The gas products of fermentation include various volatile organic compounds, the relative proportions of which may change in disease. The research team have coined the term ‘fermentome’ to describe the complex interplay between diet, symbiont bacteria and volatile gases The clinical researchers in the team believed that the research engineer’s equipment could help them study such a ‘fermentome’ which could then be used for diagnosis and disease characterisation. Measurement of VOCs through non-invasive methods could then have an important application as a hypothesis-generating tool and could even have clinical applications.

The joint clinician and engineering research team have now performed tests using the car analysis equipment on human blood, human urine, and even cow and horse dung harvested from the local area. The results so far suggest that the equipment could indeed be used to obtain a useful picture of the range of fermentation gases produced by this organic matter. Knowing what those mix of gases are could therefore provide a useful analogue understanding of what gastrointestinal illness or metabolic diseases are afflicting patient.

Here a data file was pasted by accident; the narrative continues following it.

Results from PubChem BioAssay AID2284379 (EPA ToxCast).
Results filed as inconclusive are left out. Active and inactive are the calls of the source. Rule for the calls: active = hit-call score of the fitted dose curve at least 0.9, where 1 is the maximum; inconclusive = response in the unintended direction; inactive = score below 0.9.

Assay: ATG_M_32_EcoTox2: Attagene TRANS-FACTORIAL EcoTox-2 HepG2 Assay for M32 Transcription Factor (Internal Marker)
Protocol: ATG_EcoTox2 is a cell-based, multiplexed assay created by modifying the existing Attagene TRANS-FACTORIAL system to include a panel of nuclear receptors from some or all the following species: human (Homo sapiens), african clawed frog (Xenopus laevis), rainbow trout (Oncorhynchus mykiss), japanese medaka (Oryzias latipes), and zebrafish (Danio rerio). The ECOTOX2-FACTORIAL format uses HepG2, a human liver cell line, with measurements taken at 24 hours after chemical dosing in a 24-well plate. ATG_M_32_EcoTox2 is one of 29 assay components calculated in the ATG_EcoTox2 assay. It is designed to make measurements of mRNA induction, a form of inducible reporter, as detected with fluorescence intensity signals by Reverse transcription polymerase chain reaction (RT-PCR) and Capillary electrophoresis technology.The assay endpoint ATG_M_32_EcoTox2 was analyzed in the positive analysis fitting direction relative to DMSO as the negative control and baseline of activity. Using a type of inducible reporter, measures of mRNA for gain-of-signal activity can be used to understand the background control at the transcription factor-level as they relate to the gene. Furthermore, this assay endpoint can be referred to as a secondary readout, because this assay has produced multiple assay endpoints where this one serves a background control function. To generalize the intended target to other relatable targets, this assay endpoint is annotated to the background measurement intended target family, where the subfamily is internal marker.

The team have just published that research in a paper entitled “Colonic fermentation – More than meets the nose” in the journal Med Hypotheses. The research team are now exploring funding options that would allow them to take this new technique into a larger scale studies including clinical trials.

Dr Mark Pharaoh said:

“These early results suggest that we could indeed use this automotive technology to give medical consultants a very precise understanding of the mix of gases being produced within the human gut. An understanding of the precise mix of gases is a very valuable clue to understanding any problem with the balance and mix of bacteria that are generating those gases.”

Dr Ramesh P Arasaradnam said:

“This is could be a vital new tool in the diagnosis of gastrointestinal as well as metabolic diseases. Gaining first hand information of what is going on in the gut would require very invasive procedures. Even simply culturing the bacteria from a patient’s urine or faeces takes a considerable amount of time. This technique could give medical consultants such as myself valuable information about what is causing a patient’s condition long before the data from a standard bacterial culture would be available.”